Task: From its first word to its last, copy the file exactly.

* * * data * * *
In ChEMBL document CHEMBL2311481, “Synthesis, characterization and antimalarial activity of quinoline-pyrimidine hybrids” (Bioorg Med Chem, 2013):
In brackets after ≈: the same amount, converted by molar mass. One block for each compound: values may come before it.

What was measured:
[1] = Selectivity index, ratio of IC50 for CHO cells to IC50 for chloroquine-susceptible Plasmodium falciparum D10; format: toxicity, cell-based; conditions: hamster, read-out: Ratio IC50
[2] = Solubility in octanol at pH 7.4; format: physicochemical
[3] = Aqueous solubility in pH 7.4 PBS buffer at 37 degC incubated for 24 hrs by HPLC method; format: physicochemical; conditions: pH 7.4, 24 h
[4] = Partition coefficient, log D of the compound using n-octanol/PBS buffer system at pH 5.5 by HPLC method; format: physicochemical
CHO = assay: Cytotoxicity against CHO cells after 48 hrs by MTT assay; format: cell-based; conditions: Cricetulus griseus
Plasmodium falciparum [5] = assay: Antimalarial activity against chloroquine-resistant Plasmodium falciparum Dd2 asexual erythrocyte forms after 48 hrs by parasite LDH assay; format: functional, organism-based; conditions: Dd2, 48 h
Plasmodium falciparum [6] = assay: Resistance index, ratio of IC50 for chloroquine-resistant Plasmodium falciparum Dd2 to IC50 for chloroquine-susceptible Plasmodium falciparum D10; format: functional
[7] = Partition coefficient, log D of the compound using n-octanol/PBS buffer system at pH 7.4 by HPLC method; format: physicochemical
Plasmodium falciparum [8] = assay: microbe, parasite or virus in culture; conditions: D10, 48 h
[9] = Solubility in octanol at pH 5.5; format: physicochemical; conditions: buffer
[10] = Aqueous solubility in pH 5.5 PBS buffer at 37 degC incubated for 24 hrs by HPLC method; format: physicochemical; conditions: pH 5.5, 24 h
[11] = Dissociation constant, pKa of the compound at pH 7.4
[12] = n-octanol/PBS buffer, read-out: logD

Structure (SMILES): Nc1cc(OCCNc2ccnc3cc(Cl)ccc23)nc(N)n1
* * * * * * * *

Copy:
In ChEMBL document CHEMBL2311481, “Synthesis, characterization and antimalarial activity of quinoline-pyrimidine hybrids” (Bioorg Med Chem, 2013):
In brackets after ≈: the same amount, converted by molar mass. One block for each compound: values may come before it.

What was measured:
[1] = Selectivity index, ratio of IC50 for CHO cells to IC50 for chloroquine-susceptible Plasmodium falciparum D10; format: toxicity, cell-based; conditions: hamster, read-out: Ratio IC50
[2] = Solubility in octanol at pH 7.4; format: physicochemical
[3] = Aqueous solubility in pH 7.4 PBS buffer at 37 degC incubated for 24 hrs by HPLC method; format: physicochemical; conditions: pH 7.4, 24 h
[4] = Partition coefficient, log D of the compound using n-octanol/PBS buffer system at pH 5.5 by HPLC method; format: physicochemical
CHO = assay: Cytotoxicity against CHO cells after 48 hrs by MTT assay; format: cell-based; conditions: Cricetulus griseus
Plasmodium falciparum [5] = assay: Antimalarial activity against chloroquine-resistant Plasmodium falciparum Dd2 asexual erythrocyte forms after 48 hrs by parasite LDH assay; format: functional, organism-based; conditions: Dd2, 48 h
Plasmodium falciparum [6] = assay: Resistance index, ratio of IC50 for chloroquine-resistant Plasmodium falciparum Dd2 to IC50 for chloroquine-susceptible Plasmodium falciparum D10; format: functional
[7] = Partition coefficient, log D of the compound using n-octanol/PBS buffer system at pH 7.4 by HPLC method; format: physicochemical
Plasmodium falciparum [8] = assay: microbe, parasite or virus in culture; conditions: D10, 48 h
[9] = Solubility in octanol at pH 5.5; format: physicochemical; conditions: buffer
[10] = Aqueous solubility in pH 5.5 PBS buffer at 37 degC incubated for 24 hrs by HPLC method; format: physicochemical; conditions: pH 5.5, 24 h
[11] = Dissociation constant, pKa of the compound at pH 7.4
[12] = n-octanol/PBS buffer, read-out: logD

Structure (SMILES): Nc1cc(OCCNc2ccnc3cc(Cl)ccc23)nc(N)n1